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Publication numberUS7378849 B2
Publication typeGrant
Application numberUS 10/681,032
Publication dateMay 27, 2008
Filing dateOct 7, 2003
Priority dateOct 7, 2003
Fee statusPaid
Also published asUS20050073310, US20120001628
Publication number10681032, 681032, US 7378849 B2, US 7378849B2, US-B2-7378849, US7378849 B2, US7378849B2
InventorsJames C. Weatherall, Joseph A. Gatto
Original AssigneeSra International, Inc.
Export CitationBiBTeX, EndNote, RefMan
External Links: USPTO, USPTO Assignment, Espacenet
Method and apparatus for obtaining spatial information and measuring the dielectric constant of an object
US 7378849 B2
Abstract
Methods and apparatus are provided for obtaining spatial information about an object, and for measuring the dielectric constant of an object. They include placing the object in a cavity and interacting electromagnetic radiation at a plurality of frequencies with the object to obtain a corresponding plurality of measured resonant transverse magnetic modes. They also include using the plurality of measured resonant transverse magnetic modes to obtain the spatial information for the object, and/or using the plurality of measured resonant transverse magnetic modes to obtain the dielectric constant for the object.
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Claims(26)
1. A method for obtaining spatial information about an object, the method comprising:
interacting electromagnetic radiation at a plurality of frequencies with the object to obtain a corresponding plurality of measured resonant transverse magnetic modes; and
using the plurality of measured resonant transverse magnetic modes to obtain the spatial information for the object, wherein the use of the plurality of measured resonant transverse magnetic modes to obtain the spatial information for the object comprises using the plurality of measured resonant transverse magnetic modes to obtain spatial information about positions of the measured transverse magnetic modes, and using the spatial information about the positions of the measured transverse magnetic modes to obtain the spatial information about the object, the use of the plurality of measured resonant transverse magnetic modes to obtain spatial information about positions of the measured transverse magnetic modes comprising using a Fourier Bessel transform.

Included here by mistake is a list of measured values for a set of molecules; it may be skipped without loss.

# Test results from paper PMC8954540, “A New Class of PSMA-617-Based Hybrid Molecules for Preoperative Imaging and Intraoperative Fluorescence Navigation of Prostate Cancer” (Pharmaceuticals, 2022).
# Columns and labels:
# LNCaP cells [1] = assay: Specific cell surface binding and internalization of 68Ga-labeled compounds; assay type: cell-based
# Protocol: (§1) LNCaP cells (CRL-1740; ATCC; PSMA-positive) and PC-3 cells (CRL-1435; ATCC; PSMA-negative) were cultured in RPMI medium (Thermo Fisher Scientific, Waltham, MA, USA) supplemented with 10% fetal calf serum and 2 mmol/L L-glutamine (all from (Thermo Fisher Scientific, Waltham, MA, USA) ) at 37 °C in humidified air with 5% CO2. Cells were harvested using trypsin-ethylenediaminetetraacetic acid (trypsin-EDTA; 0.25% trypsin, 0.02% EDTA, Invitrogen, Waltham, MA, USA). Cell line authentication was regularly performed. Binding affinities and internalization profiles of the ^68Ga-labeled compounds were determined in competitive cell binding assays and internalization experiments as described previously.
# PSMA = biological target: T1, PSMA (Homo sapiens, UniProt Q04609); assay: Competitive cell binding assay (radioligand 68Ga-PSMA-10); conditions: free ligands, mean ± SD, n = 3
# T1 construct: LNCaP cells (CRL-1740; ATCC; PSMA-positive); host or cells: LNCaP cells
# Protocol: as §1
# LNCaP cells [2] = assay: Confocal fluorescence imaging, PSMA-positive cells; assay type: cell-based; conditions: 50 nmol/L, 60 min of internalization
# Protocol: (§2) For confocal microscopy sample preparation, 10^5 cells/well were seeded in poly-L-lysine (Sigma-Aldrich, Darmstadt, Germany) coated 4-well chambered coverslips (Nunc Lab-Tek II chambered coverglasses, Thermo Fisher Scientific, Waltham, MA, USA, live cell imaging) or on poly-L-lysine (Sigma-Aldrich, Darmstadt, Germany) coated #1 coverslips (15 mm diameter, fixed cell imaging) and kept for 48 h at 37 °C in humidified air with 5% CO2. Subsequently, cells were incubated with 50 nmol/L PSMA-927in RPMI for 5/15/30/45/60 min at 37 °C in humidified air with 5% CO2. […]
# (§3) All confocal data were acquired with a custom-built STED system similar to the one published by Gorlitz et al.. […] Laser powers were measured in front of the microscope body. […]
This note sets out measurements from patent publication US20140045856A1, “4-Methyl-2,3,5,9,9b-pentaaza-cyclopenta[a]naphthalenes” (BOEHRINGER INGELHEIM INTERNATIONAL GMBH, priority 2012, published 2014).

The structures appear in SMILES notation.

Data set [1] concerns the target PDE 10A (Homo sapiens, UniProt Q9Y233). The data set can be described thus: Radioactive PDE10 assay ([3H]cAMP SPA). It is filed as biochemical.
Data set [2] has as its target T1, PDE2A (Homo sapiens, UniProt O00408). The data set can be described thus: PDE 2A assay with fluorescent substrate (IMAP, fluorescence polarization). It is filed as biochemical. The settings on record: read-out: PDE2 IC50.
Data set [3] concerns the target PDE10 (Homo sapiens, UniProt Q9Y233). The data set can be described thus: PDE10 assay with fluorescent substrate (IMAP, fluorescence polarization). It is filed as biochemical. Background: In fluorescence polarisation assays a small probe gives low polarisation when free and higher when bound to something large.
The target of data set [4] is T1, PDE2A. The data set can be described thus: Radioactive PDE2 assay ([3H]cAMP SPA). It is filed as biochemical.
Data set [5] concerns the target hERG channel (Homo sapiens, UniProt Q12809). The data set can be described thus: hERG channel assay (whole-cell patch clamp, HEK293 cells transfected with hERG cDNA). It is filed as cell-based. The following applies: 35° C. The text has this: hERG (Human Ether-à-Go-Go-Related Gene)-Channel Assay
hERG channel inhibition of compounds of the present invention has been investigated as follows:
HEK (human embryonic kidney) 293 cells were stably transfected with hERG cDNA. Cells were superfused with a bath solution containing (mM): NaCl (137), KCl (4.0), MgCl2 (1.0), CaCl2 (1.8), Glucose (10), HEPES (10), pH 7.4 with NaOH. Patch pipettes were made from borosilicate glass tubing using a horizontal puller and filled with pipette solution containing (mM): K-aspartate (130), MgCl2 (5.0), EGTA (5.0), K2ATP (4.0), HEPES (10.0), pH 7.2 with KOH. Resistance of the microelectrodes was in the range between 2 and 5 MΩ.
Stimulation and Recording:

2. A method as recited in claim 1, wherein the use of the plurality of measured resonant transverse magnetic modes to obtain spatial information about positions of the measured transverse magnetic modes comprises using parameters relating to the object.
3. A method for measuring the dielectric constant of an object, the method comprising:
interacting electromagnetic radiation at a plurality of frequencies with the object to obtain a corresponding plurality of measured resonant transverse magnetic modes, the measured resonant transverse magnetic modes comprising dielectric constant information and spatial information relating to the object, wherein the obtaining of the plurality of measured resonant transverse magnetic modes comprises obtaining TM0np modes, wherein n and p assume ascending integer values;
using the plurality of measured resonant transverse magnetic modes to obtain the spatial information;
using the using the plurality of measured resonant transverse magnetic modes and the spatial information to obtain the dielectric constant information and the dielectric constant for the object.
4. A method as recited in claim 3, wherein the plurality of measured resonant transverse magnetic modes comprise at least the first four of the ascending TM0np modes.
5. A method as recited in claim 3, wherein the obtaining of the plurality of measured resonant transverse magnetic modes comprises measuring a frequency shift corresponding to a difference between a base frequency and each of the measured resonant transverse magnetic modes.
6. A method as recited in claim 3, wherein the using of the plurality of measured resonant transverse magnetic modes to obtain the spatial information comprises obtaining a position for each of the measured resonant transverse magnetic modes, and correlating the position of the measured resonant transverse magnetic mode with the spatial position of the object.